She recalled that in 2018 government accepted GSFP’s proposal and increased the feeding grant from GHp.80 to GHC1.00. She, therefore, assured the caterers and Ghanaians in general that government is genuinely committed to the sustainability of the programme.
Our schools are collapsing as pupils keep joining Sch. Feeding beneficiary schools – headmasters
Some basic schools headmasters in the Pru East District in the Bono East Region have passionately appealed to the Government to consider adding them to the Ghana School Feeding beneficiary schools.
According to the headmasters, pupils keep leaving their schools to join others that are benefiting from the Ghana School Feeding Programme just to have free meals.
The under-pressure headmasters besieged the vehicles of some officials of the Ghana School Feeding Programme and the World Food Programme (WFP) who had visited the district for joint monitoring and vehemently poured out their frustrations.
They demanded that their schools be included in the feeding programme before they are collapsed. The headmasters including; Mr. Simpoe Yaw of Yeji R/C Primary ‘B’, Mr. Ismael N. Khalid of Daru Saeed Islamic Primary and Mr. Frederick Dapaah of Yamba D/A Primary schools, said that most of their pupils were from extremely poor homes and as a result had to come to school on empty stomachs.
“Most parents don’t give their wards any money for feeding and they don’t also cook for the children before they come to school. So therefore, when those hungry children see that in the other nearby schools they are enjoying free school feeding meals they quickly decide to join those schools”.
According to them, the situation has affected most of the schools that are non-beneficiaries of the school feeding programme. The headmasters claimed that they have made several complaints and even invited the District Chief Executive for the area to their schools to assess the situation but they only receive assurances.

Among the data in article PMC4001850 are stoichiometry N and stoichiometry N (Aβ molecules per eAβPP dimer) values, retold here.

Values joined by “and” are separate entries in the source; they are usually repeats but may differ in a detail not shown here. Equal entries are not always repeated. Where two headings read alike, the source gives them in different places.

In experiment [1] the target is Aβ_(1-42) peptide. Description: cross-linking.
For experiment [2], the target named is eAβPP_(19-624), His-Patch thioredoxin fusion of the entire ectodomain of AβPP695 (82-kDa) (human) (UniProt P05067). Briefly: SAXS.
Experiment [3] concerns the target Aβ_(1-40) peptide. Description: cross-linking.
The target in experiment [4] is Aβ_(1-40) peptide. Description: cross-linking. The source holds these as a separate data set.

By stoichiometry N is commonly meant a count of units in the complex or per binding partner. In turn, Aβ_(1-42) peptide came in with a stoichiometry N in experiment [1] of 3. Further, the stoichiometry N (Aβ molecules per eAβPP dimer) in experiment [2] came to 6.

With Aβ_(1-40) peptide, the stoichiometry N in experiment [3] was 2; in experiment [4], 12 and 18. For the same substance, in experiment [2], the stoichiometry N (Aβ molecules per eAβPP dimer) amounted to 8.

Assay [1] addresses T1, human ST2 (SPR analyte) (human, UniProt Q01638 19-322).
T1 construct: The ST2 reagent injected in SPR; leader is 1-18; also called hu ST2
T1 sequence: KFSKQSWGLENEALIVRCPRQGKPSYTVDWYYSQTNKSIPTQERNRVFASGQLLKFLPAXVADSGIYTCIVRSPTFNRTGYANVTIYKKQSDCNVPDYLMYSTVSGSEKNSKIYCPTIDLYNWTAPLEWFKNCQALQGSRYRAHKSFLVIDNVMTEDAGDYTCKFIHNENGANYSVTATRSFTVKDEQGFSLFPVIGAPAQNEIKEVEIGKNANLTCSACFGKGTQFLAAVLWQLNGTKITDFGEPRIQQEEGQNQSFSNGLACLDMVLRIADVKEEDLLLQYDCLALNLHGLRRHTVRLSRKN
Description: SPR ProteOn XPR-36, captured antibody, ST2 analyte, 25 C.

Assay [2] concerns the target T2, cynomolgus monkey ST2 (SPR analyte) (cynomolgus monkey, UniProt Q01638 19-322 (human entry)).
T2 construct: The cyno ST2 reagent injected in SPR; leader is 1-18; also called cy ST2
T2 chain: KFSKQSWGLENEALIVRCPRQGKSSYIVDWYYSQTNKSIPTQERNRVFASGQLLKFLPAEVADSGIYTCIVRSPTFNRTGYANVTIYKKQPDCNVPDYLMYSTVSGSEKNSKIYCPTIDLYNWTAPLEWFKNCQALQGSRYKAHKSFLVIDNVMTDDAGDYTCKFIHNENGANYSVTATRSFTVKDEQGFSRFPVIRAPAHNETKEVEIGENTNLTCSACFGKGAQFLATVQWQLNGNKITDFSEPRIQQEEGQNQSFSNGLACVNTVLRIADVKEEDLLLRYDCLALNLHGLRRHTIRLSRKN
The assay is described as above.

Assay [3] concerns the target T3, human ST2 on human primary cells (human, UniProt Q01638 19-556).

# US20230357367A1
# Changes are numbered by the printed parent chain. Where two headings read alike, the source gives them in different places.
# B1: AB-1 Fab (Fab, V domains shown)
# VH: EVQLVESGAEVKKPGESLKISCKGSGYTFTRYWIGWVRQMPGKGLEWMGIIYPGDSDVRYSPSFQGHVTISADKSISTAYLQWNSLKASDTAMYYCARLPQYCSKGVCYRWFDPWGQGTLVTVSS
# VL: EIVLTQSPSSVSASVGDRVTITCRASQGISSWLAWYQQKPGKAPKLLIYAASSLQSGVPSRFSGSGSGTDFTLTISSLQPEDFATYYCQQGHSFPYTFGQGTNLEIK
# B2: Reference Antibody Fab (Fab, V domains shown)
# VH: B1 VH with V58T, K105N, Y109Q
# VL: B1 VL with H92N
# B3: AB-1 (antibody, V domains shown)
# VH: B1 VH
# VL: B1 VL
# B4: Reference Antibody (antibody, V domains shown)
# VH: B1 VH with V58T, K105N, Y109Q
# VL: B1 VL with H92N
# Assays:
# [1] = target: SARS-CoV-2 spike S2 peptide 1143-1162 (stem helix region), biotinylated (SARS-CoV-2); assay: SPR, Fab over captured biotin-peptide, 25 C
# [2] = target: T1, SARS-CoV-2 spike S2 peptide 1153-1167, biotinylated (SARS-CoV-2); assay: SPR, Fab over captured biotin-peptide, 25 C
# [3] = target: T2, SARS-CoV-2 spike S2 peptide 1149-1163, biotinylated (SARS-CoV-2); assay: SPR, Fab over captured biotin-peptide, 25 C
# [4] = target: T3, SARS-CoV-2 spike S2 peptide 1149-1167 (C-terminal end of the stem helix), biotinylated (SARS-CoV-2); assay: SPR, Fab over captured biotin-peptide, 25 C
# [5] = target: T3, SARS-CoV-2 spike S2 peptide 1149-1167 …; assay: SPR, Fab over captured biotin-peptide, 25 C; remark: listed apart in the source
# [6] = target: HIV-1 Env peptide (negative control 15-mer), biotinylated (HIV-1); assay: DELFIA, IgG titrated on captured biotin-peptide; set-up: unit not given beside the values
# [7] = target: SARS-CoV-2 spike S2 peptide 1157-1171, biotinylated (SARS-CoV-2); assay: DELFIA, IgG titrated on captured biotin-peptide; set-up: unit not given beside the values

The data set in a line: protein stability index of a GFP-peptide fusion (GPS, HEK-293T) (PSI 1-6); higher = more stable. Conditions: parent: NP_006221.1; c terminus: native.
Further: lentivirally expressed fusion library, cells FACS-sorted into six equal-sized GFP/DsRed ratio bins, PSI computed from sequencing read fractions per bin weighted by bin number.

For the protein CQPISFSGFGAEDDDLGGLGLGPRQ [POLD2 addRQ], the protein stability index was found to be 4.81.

The District Chief Executive (DCE) for Pru East, Mr. Joshua Kwaku Abonkrah who later joined the GSFP/WFP joint monitoring team confirmed the claims by the headmasters.
According to him, he personally made efforts and wrote to the national secretariat of the Ghana School Feeding Programme for more schools but could only get four additional schools to be captured under the programme.
He said that the entire district currently has only 11 schools that are benefiting from the school feeding programme.
Mr. Abonkrah therefore added his voice to the calls by the frustrated headmasters and called the management of the Ghana School Feeding Programme to increase the number of beneficiary schools in the district in order to save most of the non-beneficiary schools from collapsing.
The DCE revealed that the school feeding programme is serving as a great motivation to the majority of school children in the area most of whom are from extremely poor homes.
He said that, previously, the district being a prominent fishing area had a large number of school going age children who preferred to trade or labour on the river (Volta Lake) to going to school.
“But upon assumption of office, I have managed to push majority of the children into school through advocacy and community sensitizations. So it will be a great disincentive to some of us if all those children should go back to fishing because both their parents and the government cannot feed them to continue to stay in school”.
Mr. Abonkrah was optimistic that the Government would consider increasing the number of beneficiary schools in the district anytime there is an opportunity for expansion.
He appealed to the headmasters and the teachers in the district to keep their spirit high as he continues to lobby the authorities concerned.
The DCE also cautioned all parents to send their children of school-going age to school rather than using them as labourers on the farms and for fishing.